It’s like liquid sunshine, dude
The Harvey Wallbanger is a refreshing mix of vodka, orange juice, and Galliano liqueur. Its sunny flavor is perfect for poolside sipping, and it makes an ideal brunch drink if you’re looking for an alternative to the Bloody Mary Cocktail or the Mimosa.
The Harvey Wallbanger was among the most popular cocktails of the 1970s. There’s confusion about how the drink originated (more on that later). One thing is certain, though. Its rise to prominence was fueled by a successful advertising campaign that featured a cartoon surfer in sandals. His slogan? “Harvey Wallbanger is the name and I can be made.” (Yeah, I know.)
Fortunately, this drink is tasty enough to live down those 70s associations. It’s also exceptionally easy to mix, and you can even lower the alcohol content if you choose. Which means you can enjoy two or three of these over a lazy afternoon, and still be alert and ready to party that night. Or be in shape to catch the big wave when it rolls in.
Recipe: The Harvey Wallbanger Cocktail
This drink tastes of OJ (freshly squeezed is best) with pleasing hints of vanilla and anise — the two most prominent flavor notes of Galliano. Most liquor stores, and many groceries, stock Liquore Galliano L’Autentico, which is what you want for this drink. There’s also a Galliano Vanilla, which (as the name suggests) has a more prominent vanilla flavor. You’re much less likely to see this version on store shelves in the US (and though some people like to use it in the Harvey Wallbanger, Galliano L’Autentico is what most drinkers prefer).
Vodka has no real flavor of its own, but it contributes most of the booze quotient to this drink. Although Galliano has a higher alcohol content (42.3%) than most vodkas (40%), you use less of it.
In the 1970s, the most popular recipe for this drink called for 1 ounce of vodka and ½ ounce of Galliano. Today, most recipes increase the vodka to 1½ or 2 ounces. If you’re just looking for a pleasant summer sipper, I suggest using 1 ounce of vodka. If you want something with more kick, try 1½ ounces. IMO, 2 ounces of vodka is too much in this drink (but if that interests you, pour away).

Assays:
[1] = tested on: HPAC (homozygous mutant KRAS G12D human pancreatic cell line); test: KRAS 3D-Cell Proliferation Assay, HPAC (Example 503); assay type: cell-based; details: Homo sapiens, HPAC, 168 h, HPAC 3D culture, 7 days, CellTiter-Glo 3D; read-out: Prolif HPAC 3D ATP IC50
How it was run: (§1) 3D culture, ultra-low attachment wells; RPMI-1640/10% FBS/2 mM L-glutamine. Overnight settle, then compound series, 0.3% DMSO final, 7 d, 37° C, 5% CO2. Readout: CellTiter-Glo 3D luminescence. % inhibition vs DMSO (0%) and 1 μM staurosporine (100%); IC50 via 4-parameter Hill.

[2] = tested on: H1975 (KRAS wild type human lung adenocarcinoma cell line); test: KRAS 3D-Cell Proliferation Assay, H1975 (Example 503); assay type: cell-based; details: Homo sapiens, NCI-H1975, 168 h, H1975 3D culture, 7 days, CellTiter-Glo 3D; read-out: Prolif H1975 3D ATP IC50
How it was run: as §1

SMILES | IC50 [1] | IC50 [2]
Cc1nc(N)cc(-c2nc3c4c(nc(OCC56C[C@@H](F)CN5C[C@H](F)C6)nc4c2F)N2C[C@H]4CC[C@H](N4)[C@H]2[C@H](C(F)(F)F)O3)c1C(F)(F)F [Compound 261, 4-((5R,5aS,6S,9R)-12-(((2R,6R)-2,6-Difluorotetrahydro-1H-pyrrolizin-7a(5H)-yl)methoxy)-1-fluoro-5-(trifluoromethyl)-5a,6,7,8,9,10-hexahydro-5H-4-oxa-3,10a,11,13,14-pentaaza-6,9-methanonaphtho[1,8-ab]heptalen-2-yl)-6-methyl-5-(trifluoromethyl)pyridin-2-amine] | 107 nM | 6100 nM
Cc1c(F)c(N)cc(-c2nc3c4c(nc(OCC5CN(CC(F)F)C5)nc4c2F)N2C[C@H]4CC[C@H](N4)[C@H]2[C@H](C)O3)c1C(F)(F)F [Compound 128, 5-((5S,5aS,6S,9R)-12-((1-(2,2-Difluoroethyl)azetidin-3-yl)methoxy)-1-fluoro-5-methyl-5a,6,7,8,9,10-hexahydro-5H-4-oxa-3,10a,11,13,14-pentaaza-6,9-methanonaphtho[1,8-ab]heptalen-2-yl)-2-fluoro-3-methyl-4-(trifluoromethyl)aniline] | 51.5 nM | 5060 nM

This recipe takes a few minutes to prepare, and serves one.
- 1 to 2 ounces vodka (to taste; see recipe headnote)
- 4 ounces orange juice (freshly squeezed is best, although supermarket not-from-concentrate works too)
- ½ ounce Galliano L’Autentico as a float (or use a bit less if you prefer)
- garnish of orange slice and/or maraschino cherry (optional; a cocktail umbrella is also lots of fun with this drink)
- Fill a tall glass (Highball or Collins; or if you’re feeling festive, a hurricane glass) with ice. Add the vodka, then top off with OJ.
- Stir briefly, then carefully and slowly pour the Galliano on top (it should literally float atop the drink – see Notes).
- Add straws and garnish, and serve.
- Whenever a drink is served with a float, you should always drink it with a straw. Otherwise, your first sip will be overpowered by the flavor of the float — which is not what you want at all. Don’t worry about not tasting the Galliano at first. It’s quite aromatic, so as you sip the drink, you’ll inhale its fragrance.
- Why float alcohol on top rather than mix it in? Well, as you sip the drink through a straw, the top float layer will gradually make its way to the bottom of the glass. By the time you get to the end of the drink, the ice will have melted (at least partially), diluting whatever is left. The float helps boost the flavor of the last few sips.